The FAA letter states that the 5G mitigation zones around airports have been agreed to entirely voluntarily by AT&T and Verizon. Nolen noted that his agency has no regulatory authority to require the 19 other spectrum holders to adopt the same restrictions agreed to by AT&T and Verizon. He wants FCC and NTIA to codify the process.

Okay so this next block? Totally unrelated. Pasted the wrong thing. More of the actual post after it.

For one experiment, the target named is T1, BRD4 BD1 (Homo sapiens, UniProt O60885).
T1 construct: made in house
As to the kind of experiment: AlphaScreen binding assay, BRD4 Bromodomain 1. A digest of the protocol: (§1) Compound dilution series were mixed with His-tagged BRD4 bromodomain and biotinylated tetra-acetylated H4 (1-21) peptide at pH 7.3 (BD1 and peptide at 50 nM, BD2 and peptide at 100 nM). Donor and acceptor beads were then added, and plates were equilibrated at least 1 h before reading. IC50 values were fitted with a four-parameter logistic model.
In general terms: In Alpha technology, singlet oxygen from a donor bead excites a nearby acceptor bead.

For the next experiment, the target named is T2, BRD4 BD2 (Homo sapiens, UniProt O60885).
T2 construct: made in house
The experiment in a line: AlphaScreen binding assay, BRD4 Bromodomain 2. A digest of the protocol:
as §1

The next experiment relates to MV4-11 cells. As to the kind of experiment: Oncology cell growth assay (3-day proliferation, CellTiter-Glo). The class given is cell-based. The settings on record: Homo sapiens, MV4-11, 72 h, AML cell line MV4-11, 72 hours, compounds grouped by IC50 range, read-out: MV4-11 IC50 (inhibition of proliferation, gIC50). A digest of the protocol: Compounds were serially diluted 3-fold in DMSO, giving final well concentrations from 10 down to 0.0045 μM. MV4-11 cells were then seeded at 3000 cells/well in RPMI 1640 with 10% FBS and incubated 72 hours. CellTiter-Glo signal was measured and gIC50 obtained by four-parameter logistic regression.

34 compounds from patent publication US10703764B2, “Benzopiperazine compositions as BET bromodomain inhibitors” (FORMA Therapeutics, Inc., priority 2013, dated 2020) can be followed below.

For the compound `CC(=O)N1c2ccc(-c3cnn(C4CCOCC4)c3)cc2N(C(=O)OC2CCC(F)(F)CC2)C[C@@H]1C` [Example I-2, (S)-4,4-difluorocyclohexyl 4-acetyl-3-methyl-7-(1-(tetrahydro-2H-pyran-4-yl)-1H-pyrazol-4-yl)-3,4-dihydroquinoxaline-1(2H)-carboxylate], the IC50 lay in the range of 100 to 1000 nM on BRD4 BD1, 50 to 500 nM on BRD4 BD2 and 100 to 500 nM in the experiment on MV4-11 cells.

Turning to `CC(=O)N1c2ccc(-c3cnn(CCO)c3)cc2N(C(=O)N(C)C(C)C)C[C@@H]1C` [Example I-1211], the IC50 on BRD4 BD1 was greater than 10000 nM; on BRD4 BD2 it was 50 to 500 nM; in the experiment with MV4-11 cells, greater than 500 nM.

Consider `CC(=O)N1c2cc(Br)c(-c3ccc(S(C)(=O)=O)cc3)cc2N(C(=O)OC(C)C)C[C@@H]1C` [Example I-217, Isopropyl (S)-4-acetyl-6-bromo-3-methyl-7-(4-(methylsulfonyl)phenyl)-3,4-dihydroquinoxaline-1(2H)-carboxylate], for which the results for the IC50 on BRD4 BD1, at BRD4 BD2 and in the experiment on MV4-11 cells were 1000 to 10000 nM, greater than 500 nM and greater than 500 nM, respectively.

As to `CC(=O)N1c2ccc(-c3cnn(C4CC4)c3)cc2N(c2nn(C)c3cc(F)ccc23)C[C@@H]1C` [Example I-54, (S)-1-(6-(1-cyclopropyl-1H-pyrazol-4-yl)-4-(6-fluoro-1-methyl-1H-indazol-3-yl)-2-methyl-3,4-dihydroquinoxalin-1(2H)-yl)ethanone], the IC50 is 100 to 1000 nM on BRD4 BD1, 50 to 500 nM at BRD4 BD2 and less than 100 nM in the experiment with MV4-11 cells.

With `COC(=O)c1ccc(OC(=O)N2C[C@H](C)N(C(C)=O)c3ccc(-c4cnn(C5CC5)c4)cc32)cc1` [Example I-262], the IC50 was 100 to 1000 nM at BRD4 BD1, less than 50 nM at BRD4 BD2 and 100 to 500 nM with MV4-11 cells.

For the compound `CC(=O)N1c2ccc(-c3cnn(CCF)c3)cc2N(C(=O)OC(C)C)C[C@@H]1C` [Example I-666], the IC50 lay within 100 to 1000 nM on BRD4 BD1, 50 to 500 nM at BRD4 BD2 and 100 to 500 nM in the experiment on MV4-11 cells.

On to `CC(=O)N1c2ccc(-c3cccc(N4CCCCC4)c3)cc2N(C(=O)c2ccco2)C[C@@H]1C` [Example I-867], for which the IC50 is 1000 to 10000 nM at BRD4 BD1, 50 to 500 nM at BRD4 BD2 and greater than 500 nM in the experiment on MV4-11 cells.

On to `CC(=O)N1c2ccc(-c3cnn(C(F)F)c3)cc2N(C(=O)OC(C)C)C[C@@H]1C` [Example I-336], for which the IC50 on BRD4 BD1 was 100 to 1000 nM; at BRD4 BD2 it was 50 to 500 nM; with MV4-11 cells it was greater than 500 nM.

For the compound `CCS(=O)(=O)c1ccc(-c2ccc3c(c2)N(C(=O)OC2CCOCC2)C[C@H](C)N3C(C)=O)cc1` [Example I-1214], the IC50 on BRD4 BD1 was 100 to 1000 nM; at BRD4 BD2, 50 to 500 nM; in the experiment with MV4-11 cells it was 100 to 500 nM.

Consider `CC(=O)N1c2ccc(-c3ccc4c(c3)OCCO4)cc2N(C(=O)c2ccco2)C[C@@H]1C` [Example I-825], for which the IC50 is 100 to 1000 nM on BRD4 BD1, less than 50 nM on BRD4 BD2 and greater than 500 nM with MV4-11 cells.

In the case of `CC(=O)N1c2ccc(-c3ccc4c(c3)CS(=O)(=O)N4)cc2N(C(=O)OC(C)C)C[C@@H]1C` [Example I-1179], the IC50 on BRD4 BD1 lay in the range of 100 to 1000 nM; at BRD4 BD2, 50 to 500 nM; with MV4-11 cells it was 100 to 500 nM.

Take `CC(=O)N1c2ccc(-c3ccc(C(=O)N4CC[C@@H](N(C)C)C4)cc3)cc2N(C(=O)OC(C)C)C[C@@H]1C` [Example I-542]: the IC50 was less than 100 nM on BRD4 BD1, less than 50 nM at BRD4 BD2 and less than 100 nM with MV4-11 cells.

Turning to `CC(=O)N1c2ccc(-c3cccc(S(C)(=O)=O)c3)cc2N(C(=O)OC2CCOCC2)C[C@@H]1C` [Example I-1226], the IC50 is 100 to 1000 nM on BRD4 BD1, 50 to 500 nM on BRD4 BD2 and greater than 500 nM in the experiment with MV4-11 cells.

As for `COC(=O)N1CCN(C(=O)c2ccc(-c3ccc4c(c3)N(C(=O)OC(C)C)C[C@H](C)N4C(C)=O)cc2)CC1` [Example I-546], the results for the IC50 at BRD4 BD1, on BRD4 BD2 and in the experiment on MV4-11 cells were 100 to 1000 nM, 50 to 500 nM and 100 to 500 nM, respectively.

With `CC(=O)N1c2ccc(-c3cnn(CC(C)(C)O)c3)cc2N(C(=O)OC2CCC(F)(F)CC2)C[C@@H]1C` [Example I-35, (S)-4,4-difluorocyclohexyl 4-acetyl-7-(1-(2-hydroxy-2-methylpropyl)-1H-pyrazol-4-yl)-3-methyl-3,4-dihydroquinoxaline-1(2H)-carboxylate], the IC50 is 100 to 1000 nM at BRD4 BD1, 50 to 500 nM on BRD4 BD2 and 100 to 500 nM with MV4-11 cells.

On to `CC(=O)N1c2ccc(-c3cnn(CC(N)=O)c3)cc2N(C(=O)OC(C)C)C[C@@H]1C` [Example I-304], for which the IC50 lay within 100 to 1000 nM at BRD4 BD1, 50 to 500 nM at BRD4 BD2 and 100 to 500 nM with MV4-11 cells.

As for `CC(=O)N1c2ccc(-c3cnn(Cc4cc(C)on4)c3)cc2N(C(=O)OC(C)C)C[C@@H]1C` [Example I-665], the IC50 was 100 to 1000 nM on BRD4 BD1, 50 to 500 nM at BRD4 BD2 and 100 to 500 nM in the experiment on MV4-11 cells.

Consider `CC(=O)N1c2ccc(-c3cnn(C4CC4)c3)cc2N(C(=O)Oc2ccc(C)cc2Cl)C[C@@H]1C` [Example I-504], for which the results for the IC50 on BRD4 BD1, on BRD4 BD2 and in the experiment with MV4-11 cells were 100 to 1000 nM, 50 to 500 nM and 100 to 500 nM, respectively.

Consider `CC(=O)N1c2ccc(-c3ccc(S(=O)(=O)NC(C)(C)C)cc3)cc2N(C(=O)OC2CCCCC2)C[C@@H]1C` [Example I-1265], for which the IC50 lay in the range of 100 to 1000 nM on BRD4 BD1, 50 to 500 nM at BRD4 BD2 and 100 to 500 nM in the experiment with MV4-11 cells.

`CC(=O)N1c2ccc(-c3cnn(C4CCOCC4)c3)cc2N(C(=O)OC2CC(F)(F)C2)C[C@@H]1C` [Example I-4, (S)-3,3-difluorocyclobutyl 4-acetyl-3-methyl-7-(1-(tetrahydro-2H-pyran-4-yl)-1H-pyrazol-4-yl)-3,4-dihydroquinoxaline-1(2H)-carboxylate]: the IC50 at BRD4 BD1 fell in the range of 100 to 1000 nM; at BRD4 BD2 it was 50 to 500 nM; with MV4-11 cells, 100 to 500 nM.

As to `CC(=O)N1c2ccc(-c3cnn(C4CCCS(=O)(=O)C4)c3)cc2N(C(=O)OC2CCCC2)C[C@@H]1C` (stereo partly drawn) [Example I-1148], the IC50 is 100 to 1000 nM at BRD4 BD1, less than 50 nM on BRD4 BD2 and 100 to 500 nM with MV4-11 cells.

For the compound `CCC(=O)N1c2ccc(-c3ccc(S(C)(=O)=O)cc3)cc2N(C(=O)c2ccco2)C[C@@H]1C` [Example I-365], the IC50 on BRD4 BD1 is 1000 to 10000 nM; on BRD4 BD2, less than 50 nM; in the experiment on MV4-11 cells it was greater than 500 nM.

Of course, 5G interference issues are not isolated to aviation equipment.  In 2020, utility companies and associations filed lawsuits against the FCC for not protecting utility infrastructure from potential electrical interference issues with 5G (see 1, 2).  Telecom provider, SpaceX has stated that Dish’s 5G satellites will cause interference issues affecting Starlink satellite service.  DirecTV and RS Submit have also warned about satellite interference issues.  The Department of Defense (DoD) has also been trying to resolve potential 5G network interference issues with military radar.  In August, a bi-partisan group of senators requested that the FCC reconsider harmful interference risks with associated Ligado’s network before allowing it to be activated.  Fortunately last month, Ligado cancelled trial network plans, perhaps because of a report that also warned about interference.  Earlier this month another report revealed that the telecom industry was aware of “known RF challenges” with 5G as well!